During the alleviation of the coronavirus lockdown, when liquor stores in India became crowded, Karthik Velayutham found a way to maintain social distancing-by creating robots to shop for him.

This humble machine-a cardboard box placed on a four-wheeled wooden platform-took a computer engineer two days to build it and cost Rs. 3,000 rupees.

However, it is playing a vital role for creators at a time when social interactions run the risk of contracting the coronavirus, which has infected more than 4 million people worldwide and killed 297,000.

31-year-old Velayutham told AFP: “I tried my robot into a wine shop to demonstrate how someone can use it in crowded places and to raise awareness of the importance of staying away from society to prevent the spread of the coronavirus.”

“I have tested the device on the street and it has no problems and runs smoothly, even on speed bumps, because I use a gear motor.”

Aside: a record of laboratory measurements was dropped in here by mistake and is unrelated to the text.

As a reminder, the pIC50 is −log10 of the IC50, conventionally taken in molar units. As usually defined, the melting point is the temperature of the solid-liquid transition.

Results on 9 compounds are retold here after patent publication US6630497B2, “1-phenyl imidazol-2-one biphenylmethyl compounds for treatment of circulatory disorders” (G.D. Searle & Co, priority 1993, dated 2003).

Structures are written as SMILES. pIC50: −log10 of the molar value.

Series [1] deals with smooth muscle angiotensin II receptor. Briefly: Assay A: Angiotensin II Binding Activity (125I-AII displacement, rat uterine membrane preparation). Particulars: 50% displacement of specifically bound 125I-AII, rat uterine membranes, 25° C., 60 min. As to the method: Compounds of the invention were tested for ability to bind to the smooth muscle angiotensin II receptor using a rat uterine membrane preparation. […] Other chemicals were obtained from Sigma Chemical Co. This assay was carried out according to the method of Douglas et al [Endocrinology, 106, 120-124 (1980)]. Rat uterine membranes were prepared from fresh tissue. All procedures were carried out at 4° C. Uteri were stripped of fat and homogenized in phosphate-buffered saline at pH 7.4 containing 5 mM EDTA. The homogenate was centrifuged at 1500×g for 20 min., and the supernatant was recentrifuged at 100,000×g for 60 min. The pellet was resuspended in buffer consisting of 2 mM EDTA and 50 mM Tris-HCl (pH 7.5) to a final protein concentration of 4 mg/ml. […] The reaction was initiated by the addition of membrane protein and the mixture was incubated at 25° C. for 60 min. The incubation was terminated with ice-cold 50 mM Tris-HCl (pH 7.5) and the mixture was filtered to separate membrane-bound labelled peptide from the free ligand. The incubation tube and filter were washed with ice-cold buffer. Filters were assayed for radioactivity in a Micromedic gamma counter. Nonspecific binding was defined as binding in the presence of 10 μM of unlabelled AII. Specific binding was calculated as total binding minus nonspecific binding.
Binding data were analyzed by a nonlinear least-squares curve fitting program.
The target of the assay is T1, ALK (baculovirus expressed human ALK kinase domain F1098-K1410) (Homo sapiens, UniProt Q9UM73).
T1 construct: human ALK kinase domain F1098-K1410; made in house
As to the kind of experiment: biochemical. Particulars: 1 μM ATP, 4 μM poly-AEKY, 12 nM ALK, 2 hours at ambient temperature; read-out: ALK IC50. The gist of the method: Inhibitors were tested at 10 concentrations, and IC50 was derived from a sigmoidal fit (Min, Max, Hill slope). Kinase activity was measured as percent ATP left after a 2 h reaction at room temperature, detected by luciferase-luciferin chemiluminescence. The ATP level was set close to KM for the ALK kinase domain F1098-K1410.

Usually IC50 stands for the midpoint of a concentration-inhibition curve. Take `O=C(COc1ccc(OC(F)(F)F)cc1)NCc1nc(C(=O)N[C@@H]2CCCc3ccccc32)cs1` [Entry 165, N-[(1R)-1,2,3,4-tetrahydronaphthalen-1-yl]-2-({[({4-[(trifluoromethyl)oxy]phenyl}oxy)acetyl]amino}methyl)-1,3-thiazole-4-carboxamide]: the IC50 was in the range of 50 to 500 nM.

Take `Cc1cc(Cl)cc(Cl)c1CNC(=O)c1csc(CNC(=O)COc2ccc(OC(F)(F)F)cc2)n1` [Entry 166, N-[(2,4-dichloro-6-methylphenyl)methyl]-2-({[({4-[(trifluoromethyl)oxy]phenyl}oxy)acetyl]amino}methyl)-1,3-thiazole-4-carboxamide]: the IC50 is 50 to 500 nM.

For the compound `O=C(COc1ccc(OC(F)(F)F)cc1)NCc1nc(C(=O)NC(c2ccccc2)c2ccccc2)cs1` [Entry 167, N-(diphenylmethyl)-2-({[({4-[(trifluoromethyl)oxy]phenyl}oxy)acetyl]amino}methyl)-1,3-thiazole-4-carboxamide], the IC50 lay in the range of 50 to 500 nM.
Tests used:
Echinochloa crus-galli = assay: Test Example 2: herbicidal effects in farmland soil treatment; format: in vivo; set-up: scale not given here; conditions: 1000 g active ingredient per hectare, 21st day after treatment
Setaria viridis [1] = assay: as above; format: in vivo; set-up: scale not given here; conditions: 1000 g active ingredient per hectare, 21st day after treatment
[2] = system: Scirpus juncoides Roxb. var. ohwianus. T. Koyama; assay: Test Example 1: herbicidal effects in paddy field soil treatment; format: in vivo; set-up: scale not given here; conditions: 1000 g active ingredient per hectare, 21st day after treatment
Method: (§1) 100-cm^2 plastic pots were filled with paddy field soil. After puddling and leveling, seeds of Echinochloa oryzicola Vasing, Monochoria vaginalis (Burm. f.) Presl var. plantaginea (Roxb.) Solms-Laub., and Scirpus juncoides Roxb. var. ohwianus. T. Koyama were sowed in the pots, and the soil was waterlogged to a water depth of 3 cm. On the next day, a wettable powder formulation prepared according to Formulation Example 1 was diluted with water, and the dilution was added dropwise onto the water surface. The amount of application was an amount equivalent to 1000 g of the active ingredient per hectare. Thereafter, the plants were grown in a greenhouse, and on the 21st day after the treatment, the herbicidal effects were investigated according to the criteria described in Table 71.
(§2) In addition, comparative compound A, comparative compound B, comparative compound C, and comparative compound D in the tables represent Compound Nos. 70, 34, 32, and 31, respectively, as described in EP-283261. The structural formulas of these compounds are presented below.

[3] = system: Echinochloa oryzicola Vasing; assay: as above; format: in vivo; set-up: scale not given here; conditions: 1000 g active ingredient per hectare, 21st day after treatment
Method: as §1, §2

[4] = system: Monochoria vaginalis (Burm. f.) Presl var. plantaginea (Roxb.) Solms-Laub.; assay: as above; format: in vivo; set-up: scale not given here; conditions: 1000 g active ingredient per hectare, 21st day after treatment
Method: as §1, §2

Velayutham controls the machine from the comfort and safety of his home in Coimbatore, Tamil Nadu. Using the robot’s built-in smartphone, he can send commands via the Internet.

He told the shopkeeper what he wanted to buy through a video call. The machine can carry a load of up to 50 kg.

Velayutham said: “The specialty of my robot is that it can be controlled anywhere in the world.”

“You can use any mobile wallet or electronic payment system to complete payments remotely.”

During the pandemic, robots have been deployed to transport food, perform health checks and even disinfect places.

Velayutham believes that his machine (with slight modifications) can put them on the front line.

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He said: “It can be used for remote interaction between hospitals and patients.”

“It can be used without restrictions-shopping, police patrols, and even in the event of a fire, it is dangerous for people.”

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